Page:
At Super Bowl 2013, big businesses reaped the benefits of social media hashtags, with brand-related hashtags mentioned a whopping 300,000 times. That’s a 273% increase on the previous year! If you’re serious about creating successful social media marketing, hashtags should be an essential part of crafting your campaigns. It’s time to get clued up on brand-related hashtags. Here’s what you need to know about the 3 types of social media hashtags.
What kind of hashtag works best for your business?
There are three main types of hashtag for marketing:
1) Brand/campaign specific
Perfect brand hashtags have three key ingredients, they need to be concise, catchy and most importantly, be unique to the brand. KitKat and their chocolate fingers of happiness exemplify this. They converted their classic 50s slogan into the #HaveABreak hashtag. Keeping it short and oh-so-sweet means fans across the world can use the hashtag to share pics of their favorite snack on whatever social network they desire – whilst also making it super easy to search hashtags for the content you want. Brand hashtags are a permanent fixture and rarely change.
— KITKAT (@KITKAT) August 28, 2013
Campaign hashtags are created specifically for a particular marketing campaign, intended to reinforce your campaign and brand. Campaign hashtags are often used to promote, but are also occasionally a way for consumers to unlock exclusive discounts or promotions just for being on Twitter. Dominos Pizza UK used a campaign hashtag well, when they launched #letsdolunch! The #letsdolunch hashtag ran from 9am to 11am in March 2012 and every single time somebody Tweeted the hashtag, the price of their Pepperoni Passion Pizza dropped by one pence. 85,000 Tweets later, a pizza for £15.99 could be purchased for £7.74. Delicious.
— Domino's Pizza UK (@Dominos_UK) March 5, 2012
Content hashtags are used for directly engaging a target audience. For example, if you’re a boutique coffee shop wanting to boost brand awareness, posting photos of your stunning latte art with the hashtags #latte #art #cupcake will draw in interested crowds. Sit back with your soy-triple-shot-mocha-hazelnut-frappuccino and watch the retweets roll in. Thanks to the flexibility of the hashtag, you hashtags will translate across networks if you share your post on multiple sites. Remember, DO NOT hashtag every single word.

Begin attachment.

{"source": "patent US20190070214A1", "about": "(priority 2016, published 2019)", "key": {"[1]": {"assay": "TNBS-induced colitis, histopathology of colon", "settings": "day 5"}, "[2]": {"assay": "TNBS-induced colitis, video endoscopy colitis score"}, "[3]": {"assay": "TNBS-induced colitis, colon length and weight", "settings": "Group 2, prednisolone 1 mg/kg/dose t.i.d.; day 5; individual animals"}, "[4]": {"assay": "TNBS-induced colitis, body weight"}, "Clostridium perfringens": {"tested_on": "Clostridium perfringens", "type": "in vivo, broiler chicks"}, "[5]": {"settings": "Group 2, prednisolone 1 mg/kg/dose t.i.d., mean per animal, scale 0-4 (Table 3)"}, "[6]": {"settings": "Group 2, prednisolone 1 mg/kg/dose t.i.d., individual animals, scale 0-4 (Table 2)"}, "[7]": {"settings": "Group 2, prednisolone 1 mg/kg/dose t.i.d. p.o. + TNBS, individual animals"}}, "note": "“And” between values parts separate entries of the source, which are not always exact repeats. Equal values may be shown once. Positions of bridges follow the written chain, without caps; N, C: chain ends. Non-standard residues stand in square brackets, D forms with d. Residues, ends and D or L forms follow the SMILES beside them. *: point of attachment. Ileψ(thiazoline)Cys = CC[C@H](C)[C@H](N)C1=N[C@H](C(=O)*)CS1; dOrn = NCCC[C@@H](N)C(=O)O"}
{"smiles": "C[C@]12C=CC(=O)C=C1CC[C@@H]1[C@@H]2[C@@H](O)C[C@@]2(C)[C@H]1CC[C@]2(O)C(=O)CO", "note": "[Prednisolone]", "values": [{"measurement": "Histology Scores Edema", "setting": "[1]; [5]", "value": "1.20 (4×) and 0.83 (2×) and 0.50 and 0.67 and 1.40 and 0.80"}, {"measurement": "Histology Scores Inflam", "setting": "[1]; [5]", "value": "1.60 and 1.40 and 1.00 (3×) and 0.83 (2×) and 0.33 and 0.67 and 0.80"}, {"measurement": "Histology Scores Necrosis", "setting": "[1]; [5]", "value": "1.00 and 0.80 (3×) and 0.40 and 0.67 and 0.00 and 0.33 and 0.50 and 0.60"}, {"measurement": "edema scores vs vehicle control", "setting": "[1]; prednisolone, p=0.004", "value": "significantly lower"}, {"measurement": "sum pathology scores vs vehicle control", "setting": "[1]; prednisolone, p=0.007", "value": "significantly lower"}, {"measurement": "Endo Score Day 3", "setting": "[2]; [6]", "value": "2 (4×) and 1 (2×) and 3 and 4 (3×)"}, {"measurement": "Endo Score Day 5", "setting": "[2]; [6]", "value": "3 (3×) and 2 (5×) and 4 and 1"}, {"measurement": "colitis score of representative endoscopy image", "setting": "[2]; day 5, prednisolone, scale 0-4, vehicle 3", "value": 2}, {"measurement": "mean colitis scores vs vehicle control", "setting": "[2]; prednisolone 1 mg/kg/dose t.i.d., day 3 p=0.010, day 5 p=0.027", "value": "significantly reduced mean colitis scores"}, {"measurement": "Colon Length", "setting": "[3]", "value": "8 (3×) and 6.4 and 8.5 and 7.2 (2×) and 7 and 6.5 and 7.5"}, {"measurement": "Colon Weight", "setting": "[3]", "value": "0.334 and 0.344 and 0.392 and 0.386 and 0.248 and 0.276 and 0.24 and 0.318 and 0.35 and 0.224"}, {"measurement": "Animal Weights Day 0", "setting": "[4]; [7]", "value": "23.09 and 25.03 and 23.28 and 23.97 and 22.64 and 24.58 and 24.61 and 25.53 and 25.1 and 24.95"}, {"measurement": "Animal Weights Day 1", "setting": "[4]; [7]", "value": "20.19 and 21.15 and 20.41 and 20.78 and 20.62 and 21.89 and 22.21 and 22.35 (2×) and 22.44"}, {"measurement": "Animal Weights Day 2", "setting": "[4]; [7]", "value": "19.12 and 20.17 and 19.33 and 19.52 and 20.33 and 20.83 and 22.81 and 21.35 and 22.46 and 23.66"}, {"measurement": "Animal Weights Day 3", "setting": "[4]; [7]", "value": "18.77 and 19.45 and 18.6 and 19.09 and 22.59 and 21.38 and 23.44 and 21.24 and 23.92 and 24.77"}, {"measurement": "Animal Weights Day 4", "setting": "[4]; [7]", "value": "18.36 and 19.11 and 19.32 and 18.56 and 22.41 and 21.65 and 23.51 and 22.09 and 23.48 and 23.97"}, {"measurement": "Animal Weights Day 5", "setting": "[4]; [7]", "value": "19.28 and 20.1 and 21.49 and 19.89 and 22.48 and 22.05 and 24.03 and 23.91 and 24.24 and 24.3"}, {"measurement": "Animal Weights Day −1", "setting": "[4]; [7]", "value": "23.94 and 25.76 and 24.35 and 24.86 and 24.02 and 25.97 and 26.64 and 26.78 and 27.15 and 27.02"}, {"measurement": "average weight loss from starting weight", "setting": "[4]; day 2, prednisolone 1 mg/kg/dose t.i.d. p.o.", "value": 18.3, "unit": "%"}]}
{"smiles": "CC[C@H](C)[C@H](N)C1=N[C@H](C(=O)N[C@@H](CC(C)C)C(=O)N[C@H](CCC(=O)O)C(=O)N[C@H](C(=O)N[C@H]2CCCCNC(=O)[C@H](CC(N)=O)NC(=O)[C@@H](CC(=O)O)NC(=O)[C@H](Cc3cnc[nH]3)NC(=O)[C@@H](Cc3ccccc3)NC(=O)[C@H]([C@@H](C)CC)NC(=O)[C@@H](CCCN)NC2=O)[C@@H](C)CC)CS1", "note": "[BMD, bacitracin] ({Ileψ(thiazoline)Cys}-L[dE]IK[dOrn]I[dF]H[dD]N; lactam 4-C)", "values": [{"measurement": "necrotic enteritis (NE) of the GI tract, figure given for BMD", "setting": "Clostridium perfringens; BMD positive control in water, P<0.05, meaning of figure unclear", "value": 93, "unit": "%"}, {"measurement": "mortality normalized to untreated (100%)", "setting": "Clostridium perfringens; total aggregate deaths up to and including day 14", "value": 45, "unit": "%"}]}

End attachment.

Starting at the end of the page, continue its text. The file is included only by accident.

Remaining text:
— Ue Coffee Roasters (@uecoffee) August 15, 2014
When using content hashtags, try to think like your customer. What are they interested in? What would appeal to them? In basic terms, descriptive hashtags work best. But what about a group of healthy individuals interested it fitness? What might they hashtag when they share photos of their workout routines and food? Finding out this information and tagging your Tweets appropriately will reach out to your target audience.
— PROMiXX (@promixxmixer) August 18, 2014
Trending hashtags are trickier. If you can segway into a trending topic without looking like a shameless spammer, go right ahead. Trend piggybacking can backfire, so make sure that the trending hashtag is related to your brand before you consider jumping in. Small UK business Celeb Boutique went down in flames after misunderstanding the #Aurora trend, which was actually about a tragic shooting in Aurora, Colorado. Do your homework before getting involved.
Hoping for an example of trending hashtags done right? Hellman’s, Pinkberry and Tropicana all managed to jump in on #NationalPicnicMonth without making themselves look ridiculous. Congrats on finding your niche trend guys!
— Tropicana (@Tropicana) August 1, 2014
— Pinkberry (@PBerryDallas) August 12, 2014
— Hellmann's (@Hellmanns) July 16, 2014
That’s the basics of what sort of hashtags you can use for marketing. If you’re looking for more tips on how to make sure your hashtags are performing at optimum level, check out our blog post on effectively using hashtags. Happy hashtagging!